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Car of the Week: 1970 Plymouth Hemi 'Cuda

Raw power was the Hemi ’Cuda’s long suit, but the list of buyers was short. Insurance companies frowned on Hemi ’Cudas and didn’t care if they could do 0-to-60 mph in 5.8 seconds and the quarter mile in 14.1 seconds at 103.2 mph.
Car of the Week 2020

Story and photos by John Gunnell

When sliding into a 1970 Plymouth ’Cuda, you might notice the ignition key seems “upside down.” Then you find the key won’t come back out, no matter how hard you pull it, because you have to put that Pistol-Grip shifter in reverse to remove it. What about those door handles that lock by pushing them forward? And notice the trunk lock is on the right side of the rear panel, not the center. Mopar sometimes built its cars differently, but this ’Cuda has more notable strong points. Take that Hemi engine as an example.

To get that big engine under the hood for ’70, Plymouth widened the Barracuda by more than five inches from the previous year and spread both the front and rear track widths by three inches. That was to fit the big 60-series tires the power of the street Hemi demanded.

The 426-cube, 425-hp Hemi was a new ’Cuda option and added $871.45 to the 1970 coupe’s $3,164 base price. The 1970 Hemi had hydraulic lifters, but thanks to a hot new cam profile, Mopar engineers found no reason to alter the advertised horsepower from solid-lifter specs. The Hemi ’Cuda’s dual Carter AFB four-barrel carburetors breathed through a functional Shaker hood scoop.

In order to get the horses to the pavement, Hemi-powered ’Cudas relied on heavy-duty driveline parts. For shifting gears, there was a choice of the New Process A-833 four-speed manual gearbox or the 727 TorqueFlite automatic. A Dana 9-3/4-inch differential was kept in place by a leaf-spring rear suspension with six leafs on the right and five leafs plus two half-leafs on the left.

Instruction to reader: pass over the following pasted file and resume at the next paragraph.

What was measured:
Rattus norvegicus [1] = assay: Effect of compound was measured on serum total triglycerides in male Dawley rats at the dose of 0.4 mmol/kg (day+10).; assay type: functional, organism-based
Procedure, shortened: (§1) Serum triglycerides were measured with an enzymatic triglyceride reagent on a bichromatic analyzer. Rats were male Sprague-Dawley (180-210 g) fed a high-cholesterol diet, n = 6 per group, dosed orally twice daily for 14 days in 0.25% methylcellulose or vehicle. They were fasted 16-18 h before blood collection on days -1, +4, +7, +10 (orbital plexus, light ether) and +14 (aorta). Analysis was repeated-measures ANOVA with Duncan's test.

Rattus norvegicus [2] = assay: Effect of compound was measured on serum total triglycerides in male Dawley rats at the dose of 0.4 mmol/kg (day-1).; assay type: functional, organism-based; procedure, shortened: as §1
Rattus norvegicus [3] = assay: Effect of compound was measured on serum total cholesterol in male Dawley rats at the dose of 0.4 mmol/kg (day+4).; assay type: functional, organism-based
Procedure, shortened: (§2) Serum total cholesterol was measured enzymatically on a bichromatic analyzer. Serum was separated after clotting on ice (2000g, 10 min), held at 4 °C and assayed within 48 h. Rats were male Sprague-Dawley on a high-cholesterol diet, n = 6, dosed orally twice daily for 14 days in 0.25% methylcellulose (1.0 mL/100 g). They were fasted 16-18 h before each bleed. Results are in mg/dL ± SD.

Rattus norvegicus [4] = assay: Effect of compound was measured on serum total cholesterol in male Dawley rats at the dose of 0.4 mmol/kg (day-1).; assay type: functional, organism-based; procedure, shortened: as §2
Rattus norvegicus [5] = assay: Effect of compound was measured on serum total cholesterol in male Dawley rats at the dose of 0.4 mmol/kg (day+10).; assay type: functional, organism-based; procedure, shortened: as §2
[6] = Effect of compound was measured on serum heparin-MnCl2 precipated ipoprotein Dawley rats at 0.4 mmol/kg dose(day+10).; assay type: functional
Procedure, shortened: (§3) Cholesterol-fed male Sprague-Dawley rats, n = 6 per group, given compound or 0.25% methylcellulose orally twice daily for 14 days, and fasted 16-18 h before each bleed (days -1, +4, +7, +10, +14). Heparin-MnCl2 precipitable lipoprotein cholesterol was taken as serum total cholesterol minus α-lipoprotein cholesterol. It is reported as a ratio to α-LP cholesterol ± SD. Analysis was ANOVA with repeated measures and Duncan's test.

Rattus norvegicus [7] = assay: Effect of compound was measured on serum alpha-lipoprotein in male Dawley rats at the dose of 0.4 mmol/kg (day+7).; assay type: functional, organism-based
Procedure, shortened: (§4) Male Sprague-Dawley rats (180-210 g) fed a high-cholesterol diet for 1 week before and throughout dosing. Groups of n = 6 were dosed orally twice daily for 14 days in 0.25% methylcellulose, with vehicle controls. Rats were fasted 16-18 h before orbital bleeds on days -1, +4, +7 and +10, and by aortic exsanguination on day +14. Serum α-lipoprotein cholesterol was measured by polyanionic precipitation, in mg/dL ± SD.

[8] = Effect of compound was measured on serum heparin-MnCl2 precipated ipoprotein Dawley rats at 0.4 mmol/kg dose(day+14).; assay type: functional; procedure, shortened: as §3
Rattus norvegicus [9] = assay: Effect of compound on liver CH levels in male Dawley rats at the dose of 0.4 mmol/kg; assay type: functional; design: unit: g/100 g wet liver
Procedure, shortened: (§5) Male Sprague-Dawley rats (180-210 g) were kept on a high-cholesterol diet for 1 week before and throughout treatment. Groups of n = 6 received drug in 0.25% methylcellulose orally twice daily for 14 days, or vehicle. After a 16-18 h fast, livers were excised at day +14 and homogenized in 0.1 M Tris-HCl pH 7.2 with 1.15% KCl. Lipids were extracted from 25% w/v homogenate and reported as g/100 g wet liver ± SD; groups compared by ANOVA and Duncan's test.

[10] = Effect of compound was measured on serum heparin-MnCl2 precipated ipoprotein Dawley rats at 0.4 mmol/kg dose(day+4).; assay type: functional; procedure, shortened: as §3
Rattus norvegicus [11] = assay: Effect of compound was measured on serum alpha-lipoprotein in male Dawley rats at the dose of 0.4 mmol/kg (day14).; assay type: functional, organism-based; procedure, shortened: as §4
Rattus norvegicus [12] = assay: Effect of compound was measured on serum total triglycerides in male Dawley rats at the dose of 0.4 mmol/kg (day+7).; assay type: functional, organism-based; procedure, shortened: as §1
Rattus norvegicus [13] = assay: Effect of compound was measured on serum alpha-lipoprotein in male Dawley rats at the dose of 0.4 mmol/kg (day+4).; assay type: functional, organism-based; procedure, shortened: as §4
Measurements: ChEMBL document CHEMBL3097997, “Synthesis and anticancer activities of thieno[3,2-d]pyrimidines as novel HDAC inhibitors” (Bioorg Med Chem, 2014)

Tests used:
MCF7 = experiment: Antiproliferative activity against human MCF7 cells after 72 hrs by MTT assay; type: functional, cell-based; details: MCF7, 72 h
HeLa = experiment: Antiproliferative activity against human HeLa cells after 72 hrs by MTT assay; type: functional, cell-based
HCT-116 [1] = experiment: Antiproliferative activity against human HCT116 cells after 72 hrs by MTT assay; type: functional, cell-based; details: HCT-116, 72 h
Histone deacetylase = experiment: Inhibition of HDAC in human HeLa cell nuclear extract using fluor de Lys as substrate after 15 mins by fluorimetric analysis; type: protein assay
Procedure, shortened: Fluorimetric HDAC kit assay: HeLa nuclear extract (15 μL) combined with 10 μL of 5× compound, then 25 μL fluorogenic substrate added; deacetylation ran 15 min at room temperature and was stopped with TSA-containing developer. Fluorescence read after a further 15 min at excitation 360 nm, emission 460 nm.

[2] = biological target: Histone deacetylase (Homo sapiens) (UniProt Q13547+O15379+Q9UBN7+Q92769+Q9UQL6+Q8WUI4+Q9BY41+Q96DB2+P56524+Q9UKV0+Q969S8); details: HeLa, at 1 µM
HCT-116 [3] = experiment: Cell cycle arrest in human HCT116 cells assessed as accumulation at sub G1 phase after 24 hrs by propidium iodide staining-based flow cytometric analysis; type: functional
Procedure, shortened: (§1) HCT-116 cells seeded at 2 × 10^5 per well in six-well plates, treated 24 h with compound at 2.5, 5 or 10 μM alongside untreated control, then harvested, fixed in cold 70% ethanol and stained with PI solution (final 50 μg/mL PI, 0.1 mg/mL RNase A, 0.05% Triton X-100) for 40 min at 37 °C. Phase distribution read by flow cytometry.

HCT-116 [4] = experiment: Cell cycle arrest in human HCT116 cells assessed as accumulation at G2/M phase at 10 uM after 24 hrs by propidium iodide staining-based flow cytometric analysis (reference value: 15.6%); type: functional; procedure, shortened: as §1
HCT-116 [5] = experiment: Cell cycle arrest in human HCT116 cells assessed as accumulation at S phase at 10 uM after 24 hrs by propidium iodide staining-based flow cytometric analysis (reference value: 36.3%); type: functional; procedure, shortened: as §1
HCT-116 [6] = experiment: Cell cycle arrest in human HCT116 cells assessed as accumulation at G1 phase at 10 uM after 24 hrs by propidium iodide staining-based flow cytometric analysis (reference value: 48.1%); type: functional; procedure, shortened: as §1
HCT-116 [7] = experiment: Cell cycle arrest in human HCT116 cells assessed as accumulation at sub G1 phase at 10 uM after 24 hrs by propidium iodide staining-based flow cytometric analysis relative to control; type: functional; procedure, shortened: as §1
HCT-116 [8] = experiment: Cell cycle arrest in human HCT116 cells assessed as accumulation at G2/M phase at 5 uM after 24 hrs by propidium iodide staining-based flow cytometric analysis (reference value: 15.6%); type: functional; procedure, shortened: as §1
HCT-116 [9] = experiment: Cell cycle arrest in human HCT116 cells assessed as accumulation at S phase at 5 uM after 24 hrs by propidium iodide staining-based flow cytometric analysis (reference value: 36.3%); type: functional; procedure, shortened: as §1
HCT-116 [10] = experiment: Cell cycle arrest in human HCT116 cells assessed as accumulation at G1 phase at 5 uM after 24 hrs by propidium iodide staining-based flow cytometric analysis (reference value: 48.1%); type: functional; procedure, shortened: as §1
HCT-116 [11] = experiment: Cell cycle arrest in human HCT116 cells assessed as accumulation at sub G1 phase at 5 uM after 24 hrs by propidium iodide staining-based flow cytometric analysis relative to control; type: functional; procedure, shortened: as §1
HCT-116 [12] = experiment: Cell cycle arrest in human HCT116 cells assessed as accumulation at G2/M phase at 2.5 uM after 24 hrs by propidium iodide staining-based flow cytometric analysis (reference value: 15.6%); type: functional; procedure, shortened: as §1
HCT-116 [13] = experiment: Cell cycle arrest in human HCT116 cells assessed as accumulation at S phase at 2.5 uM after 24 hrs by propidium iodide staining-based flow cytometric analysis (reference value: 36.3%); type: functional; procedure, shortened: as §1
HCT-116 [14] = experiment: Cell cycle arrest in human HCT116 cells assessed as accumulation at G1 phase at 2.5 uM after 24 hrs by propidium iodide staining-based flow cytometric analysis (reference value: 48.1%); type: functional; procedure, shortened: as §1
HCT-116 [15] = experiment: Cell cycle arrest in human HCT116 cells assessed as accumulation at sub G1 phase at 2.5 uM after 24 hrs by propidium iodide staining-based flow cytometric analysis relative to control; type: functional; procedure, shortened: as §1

Plymouth built cars with a complete package and not just a big engine. All ’Cuda performance V-8s came with heavy-duty underpinnings and those with a 440 or Hemi had extra-heavy-duty 0.92-inch-diameter front torsion bars with a spring rate of 124 lbs. per inch and a heavy-duty 0.94-inch-diameter front stabilizer bar. Extra-heavy-duty, 148-lbs.-per-inch rear leaf springs were fitted, along with extra-heavy-duty shocks, but no rear stabilizer bar was used.


By the time the 1970 run came to an end, only 652 hardtops had left the factory with Hemi power and 284 of those had four-speed transmissions. (Plymouth built 14 Hemi ’Cuda convertibles for ’70, five with a manual gearbox.)

All Barracuda and ’Cuda models were cleaner and meaner looking for 1970. The new Mopar “E-Body” was two inches lower and a half a foot shorter than its 1969 counterpart, but on the same wheelbase. This emphasized the new “wide body” styling, which was a fluke. Designers originally tried to build the new car off the ’66 Belvedere type B-Body front floor pan and cowl. Eventually, the idea of B-Body sharing was dumped, but the wide-body styling looked good and stayed.

Standard equipment for the 1970 ’Cuda included the 383-cid four-barrel V-8; high-back all-vinyl bucket seats with integrated head restraints; molded door and quarter interior trim panels; wood-grained three-spoke steering wheel; floor-mounted shift lever; carpeting; sill, wheel lip and belt moldings; heavy-duty suspension; heavy-duty drum brakes, ’Cuda ornamentation; and F70-14 fiberglass-belted black sidewall tires with raised white letters.


Automotive writer Jerry Heasley interviewed John Herlitz, a key designer who worked on the new E-Body. “He told me that their aim was to pull the rear quarters as high as possible and then spank the roof down as low as possible,” said Heasley. “This created a high haunch look in the rear quarter area, allowing the front fenders to become long, leading design elements that ran out past the engine, giving the front a dramatic forward thrust.” Smooth and uncluttered, the styling was emphasized on big-engined ’Cudas with optional “hockey stick” graphics. The ’Cuda also gained recessed windshield wipers and flush door handles. A pair of rectangular exhaust pipe tips stuck out through the rear valance panel, except on California cars.